No magic to Owen
It is an illusion – Owen Arthur has no magic bullet for the Barbados economy.
That was the response of Central Bank Governor Dr DeLisle Worrell to a question yesterday about whether he would consult Arthur, who was recently returned to the helm of the Opposition Barbados Labour Party following the ouster Mia Mottley.
Worrell a former International Monetary Fund economist said people often gave more credit to the abilities of economists than they deserved.
“There is a strange notion that there is some magic about the economy and that [we] are some magicians and that I am one of them and [we] can figure out things that will make things happen in this economy that other people cannot figure out.
“Not true! There are no magic bullets and I don’t have any magic.
“The Leader of the Opposition doesn’t have any magic. The Minister of Finance doesn’t have any magic,” Worrell told members of the media during his Press briefing on the economy’s performance over the past nine months.
The country’s lead economic advisor said as far as he was concerned the economy was “the people on Broad Street and the people who go to work every day and find a way to make ends meet. That is the real economy”.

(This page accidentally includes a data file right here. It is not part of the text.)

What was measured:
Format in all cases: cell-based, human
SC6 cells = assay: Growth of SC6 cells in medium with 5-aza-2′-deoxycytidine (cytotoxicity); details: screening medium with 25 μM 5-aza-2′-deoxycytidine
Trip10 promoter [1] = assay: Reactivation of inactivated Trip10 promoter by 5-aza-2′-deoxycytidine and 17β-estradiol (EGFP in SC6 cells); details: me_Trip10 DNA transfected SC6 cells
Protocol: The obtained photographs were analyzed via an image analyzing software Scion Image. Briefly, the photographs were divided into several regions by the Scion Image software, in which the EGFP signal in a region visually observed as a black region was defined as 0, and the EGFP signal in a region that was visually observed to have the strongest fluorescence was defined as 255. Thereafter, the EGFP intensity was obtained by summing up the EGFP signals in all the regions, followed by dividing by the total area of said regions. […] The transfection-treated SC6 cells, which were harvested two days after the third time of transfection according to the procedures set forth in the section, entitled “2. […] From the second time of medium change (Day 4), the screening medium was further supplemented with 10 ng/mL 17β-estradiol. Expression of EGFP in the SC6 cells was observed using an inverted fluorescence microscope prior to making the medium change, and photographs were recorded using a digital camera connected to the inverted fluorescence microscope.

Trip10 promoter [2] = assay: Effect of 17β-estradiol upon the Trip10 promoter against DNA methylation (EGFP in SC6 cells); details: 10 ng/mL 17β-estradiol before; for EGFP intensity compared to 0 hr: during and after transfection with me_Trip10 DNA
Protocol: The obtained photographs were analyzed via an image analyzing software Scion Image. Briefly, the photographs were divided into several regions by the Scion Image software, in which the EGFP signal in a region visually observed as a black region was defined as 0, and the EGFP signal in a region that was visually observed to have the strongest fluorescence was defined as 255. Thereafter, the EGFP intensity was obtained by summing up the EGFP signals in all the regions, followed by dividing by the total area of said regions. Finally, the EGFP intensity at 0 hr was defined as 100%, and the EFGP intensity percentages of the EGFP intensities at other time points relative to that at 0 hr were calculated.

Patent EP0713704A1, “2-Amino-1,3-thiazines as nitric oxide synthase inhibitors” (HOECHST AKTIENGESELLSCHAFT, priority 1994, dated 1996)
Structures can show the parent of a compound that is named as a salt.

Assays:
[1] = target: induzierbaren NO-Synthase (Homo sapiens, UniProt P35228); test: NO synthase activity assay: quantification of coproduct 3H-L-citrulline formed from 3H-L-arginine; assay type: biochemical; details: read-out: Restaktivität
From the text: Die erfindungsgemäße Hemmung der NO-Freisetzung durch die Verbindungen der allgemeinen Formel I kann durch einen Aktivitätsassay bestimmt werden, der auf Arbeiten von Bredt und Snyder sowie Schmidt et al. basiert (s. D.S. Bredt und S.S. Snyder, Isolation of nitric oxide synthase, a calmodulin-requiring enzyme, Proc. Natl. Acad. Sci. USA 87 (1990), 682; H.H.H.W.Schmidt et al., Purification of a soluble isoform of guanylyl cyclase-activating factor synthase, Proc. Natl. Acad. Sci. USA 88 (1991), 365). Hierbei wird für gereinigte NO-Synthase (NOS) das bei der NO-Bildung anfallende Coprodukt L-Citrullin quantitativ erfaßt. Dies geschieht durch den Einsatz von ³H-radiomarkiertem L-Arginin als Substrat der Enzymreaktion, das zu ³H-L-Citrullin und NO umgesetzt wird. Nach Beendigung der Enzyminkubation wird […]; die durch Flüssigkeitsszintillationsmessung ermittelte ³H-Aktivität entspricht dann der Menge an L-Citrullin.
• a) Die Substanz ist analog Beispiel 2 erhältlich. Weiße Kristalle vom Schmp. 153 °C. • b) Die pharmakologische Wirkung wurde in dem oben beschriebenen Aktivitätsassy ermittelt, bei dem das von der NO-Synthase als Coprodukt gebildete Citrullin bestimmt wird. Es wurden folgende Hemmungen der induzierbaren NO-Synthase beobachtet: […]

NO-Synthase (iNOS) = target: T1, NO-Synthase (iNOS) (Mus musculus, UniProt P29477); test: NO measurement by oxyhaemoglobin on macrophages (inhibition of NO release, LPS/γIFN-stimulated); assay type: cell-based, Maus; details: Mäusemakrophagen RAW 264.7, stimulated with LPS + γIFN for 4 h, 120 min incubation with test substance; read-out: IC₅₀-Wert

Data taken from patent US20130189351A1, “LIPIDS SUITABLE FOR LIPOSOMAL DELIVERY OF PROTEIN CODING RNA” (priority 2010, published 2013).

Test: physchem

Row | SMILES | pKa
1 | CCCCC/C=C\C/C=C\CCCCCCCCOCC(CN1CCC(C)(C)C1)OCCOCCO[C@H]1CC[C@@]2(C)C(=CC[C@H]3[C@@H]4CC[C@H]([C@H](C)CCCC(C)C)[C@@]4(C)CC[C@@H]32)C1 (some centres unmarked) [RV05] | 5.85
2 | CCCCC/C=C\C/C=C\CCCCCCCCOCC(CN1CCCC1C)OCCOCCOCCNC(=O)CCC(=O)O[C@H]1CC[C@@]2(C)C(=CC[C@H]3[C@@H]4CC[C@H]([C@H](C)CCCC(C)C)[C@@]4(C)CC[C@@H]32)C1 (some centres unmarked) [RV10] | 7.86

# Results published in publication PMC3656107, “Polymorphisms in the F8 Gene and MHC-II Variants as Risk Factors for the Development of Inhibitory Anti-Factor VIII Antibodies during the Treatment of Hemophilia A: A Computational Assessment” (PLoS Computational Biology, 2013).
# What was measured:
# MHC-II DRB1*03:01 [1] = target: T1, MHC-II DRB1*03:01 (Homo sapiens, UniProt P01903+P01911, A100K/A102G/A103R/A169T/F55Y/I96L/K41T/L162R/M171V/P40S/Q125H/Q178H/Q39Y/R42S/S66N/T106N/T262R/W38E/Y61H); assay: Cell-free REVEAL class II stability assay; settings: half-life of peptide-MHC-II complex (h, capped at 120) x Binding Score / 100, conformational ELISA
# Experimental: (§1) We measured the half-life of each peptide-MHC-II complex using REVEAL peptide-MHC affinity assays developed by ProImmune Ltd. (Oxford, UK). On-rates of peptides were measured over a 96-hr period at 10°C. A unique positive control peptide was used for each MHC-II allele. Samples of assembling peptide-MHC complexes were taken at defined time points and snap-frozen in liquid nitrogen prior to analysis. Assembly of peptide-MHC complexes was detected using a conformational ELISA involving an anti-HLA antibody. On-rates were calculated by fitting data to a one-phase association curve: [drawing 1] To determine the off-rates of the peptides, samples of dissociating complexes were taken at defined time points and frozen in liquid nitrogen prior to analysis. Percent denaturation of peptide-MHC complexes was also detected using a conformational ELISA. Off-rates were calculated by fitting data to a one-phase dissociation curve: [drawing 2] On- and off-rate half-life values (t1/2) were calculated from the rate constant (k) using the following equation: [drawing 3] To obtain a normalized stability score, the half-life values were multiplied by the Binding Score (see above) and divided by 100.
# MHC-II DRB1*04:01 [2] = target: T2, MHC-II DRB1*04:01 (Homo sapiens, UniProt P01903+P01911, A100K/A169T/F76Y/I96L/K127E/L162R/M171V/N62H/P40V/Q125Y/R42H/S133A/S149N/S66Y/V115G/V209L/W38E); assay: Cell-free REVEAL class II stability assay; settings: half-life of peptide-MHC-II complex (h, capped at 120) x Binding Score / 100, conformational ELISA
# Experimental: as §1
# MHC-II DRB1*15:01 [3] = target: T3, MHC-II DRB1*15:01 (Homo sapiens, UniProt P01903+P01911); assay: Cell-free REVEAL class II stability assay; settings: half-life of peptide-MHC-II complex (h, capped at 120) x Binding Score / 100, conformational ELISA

Quizzed on whether a wage freeze was a viable solution right now to help contain Government spending, the Governor said that was a decision for the Minister of Finance and that if he had a view on the matter he would communicate it to Minister Chris Sinckler.
Worrell said too that there is no hidden agenda and that the Central Bank communicated “our honest best judgement as to where the economy is and where the prospects are”.
He said the institution was always willing to entertain additional ideas and suggestions “but they have to be evaluated in the light of the reality”.
Stressing that the economy was stable, with $1.4 billion in reserves, Worrell said the country was able to meet its imports and other foreign exchange commitments from the foreign exchange generated by the tourism, international business sector, projects and financing from money the country borrowed.
“So far for the year, those inflows have been sufficient to meet our commitments except for $42 million. Of that pool of $1.4 billion we have only had to dip into it for $42 million and that is what we mean when we say the economy remains stable,” Worrell pointed out.
At the same time, the Central Bank boss conceded that the country was unable to achieve the growth that was anticipated for 2010 and unemployment, now at 10.7 per cent, was still higher than anticipated. He said: “We have kept the ship stable which is what we wanted, so that we are poised to take advantage of the recovery when it happens.”